Why Does My Puppy Pee So Much… And What Should I Do?
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There is never just one simple answer to a question such as, “Why does my puppy pee so much?”
Many things could be contributing to more frequent urination, and to help you understand them all, we’ll be taking a look at some of the most common ones in this article.
Is he just marking his territory? Am I not taking him outside often enough? Is he sick?
Our aim is to answer these questions (and a few others) by sharing our in-depth research results with you. We’re also experienced puppy owners, ourselves, which helps!
Let’s get started.
So Why Does My Puppy Pee So Much – Possible Reasons for Frequent Urination
“Why does my puppy pee so much, anyways?”
Since there are so many different reasons that your puppy might be urinating more frequently than normal, we will list them in this section for you.
Remember that these are only suggestions and that if you suspect any serious underlying condition, the safest thing you can do for your puppy is speak directly with his or her vet.
Before we delve into the underlying reasons, you need to remember that,
- …puppies have small bladders
- …puppies digestive systems work rather quickly, resulting in the need to urinate (pee) and defecate (poo) soon after eating
- …puppy potty training takes time and patience
Some first-time puppy owners may feel that their puppy seems to be peeing a lot, but because their little bladders are still developing and they don’t have as much control as an adult dog does, their seemingly “excessive” peeing might just be normal.
Now, here are some other reasons why puppy might be peeing more than usual.
- You Haven’t Organized A Good Potty Routine For Puppy. Routine is everything when it comes to training your puppy when and where to do his business, and if you haven’t yet established a regular potty schedule, this might be the reason why he or she is peeing so much.
Here is a general calculation of how often puppies can hold it in:
If you would like to learn some great puppy potty training techniques, we really liked Zac George’s puppy potty training video. It is a bit long, but he is very thorough, and he even discusses a bit about our next point: excitement or intimidation urinating.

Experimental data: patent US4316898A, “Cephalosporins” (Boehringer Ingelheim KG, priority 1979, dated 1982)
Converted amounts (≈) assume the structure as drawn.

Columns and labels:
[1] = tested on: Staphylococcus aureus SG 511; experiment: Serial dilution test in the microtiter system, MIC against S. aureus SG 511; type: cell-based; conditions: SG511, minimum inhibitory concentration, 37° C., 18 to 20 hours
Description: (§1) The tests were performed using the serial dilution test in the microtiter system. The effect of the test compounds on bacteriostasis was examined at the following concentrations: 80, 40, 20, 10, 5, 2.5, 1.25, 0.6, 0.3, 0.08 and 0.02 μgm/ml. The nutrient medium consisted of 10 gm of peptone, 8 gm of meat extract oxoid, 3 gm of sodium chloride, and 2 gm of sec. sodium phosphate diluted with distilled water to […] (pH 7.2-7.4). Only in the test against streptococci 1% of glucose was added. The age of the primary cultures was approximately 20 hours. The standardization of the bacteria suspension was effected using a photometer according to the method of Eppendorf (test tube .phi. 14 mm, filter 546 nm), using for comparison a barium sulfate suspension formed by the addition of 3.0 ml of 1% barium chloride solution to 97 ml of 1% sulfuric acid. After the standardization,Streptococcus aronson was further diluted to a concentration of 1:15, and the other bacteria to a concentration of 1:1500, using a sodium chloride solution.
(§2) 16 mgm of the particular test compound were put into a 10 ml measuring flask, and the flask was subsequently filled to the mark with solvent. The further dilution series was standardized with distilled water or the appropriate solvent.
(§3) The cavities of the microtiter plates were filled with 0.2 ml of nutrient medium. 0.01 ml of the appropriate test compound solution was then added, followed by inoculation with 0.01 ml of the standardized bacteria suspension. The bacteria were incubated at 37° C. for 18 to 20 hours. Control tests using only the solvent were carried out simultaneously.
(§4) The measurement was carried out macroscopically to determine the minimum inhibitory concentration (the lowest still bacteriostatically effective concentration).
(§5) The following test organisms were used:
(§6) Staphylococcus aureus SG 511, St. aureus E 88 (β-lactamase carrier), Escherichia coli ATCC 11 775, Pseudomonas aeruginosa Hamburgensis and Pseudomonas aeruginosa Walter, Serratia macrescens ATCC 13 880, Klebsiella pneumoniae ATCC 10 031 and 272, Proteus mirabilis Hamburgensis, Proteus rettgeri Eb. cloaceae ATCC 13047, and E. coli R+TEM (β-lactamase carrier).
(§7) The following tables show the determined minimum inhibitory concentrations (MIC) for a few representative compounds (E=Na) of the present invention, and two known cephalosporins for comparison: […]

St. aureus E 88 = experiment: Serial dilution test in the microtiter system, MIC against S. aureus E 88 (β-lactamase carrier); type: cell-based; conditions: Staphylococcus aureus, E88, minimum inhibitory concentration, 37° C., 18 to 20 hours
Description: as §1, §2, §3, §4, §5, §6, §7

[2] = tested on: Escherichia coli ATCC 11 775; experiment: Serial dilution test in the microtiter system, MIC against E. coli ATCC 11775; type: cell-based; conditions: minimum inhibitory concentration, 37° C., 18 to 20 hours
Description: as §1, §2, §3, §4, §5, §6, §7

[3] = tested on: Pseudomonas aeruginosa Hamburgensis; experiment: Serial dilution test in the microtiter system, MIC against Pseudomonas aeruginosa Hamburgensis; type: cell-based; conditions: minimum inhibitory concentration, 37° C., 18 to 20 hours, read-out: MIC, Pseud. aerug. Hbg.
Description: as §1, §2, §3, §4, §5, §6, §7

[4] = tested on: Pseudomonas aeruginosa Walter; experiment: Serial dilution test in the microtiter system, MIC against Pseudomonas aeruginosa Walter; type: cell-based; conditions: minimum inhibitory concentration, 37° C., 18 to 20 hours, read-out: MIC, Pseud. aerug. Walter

Check it out!
- Puppy Is Excited or Intimidated. Some dogs suffer from submissive urination, which means they pee when they are excited or when they feel intimidated.
Pets WebMD explains this behavior perfectly: “When a dog submissively urinates, he’s trying to convey that he’s not a threat.”
They go on to further explain that this can happen when a dog (or puppy) greets both humans and animals, so you might notice that this happens when you get home from work and puppy is excited or when puppy meets new dogs during a walk.
It is simply their way of saying, “I’m not a threat! You’re the boss!”
- Puppy Is Marking Things. As many of us know, male dogs are notorious for territorial marking, and when your male puppy reaches a certain age, he will do it, too. Female dogs mark, too, so don’t think that you’re off the hook just because you have a little lady in the house! They do this as a way to establish their territory, so whether it makes sense to you or not, to the dog, it is perfectly normal and acceptable to do so.
We consulted quite a few sources to get a clear idea of why dogs mark so here are a few of the most common reasons that might be the reason for your puppy’s recent marking adventures:
- dogtime.com says,
“He urinates on things that are newly introduced to the house…” or that “He is clashing with another dog or cat in the house…” and has started to mark in order “…to establish dominance over others.”
- The Humane Society website says,
- Puppy’s Problem Is Medical-Related. Your puppy can’t tell you if something is wrong, so it is up to you to keep an eye out for any signs of underlying medical problems.
- Is there blood in the urine?
- Is your puppy licking his or her genitals more frequently?
- Does your puppy seem to strain or take longer than usual to release urine?
- Does your puppy cry as they urinate?
- Does the urine dribble out (just a few drops)?
If the answer is yes to any of these, then the best thing to do is take him or her to the vet immediately.
These are the most common symptoms that something is not right internally; whether it be a urinary tract infection or worse, a more serious problem. When your puppy’s healthy is at stake, there is no room for guesswork or internet inquiries asking, “Why does my puppy pee so much?”
Go directly to a professional so that your puppy can receive any necessary medical care as soon as possible.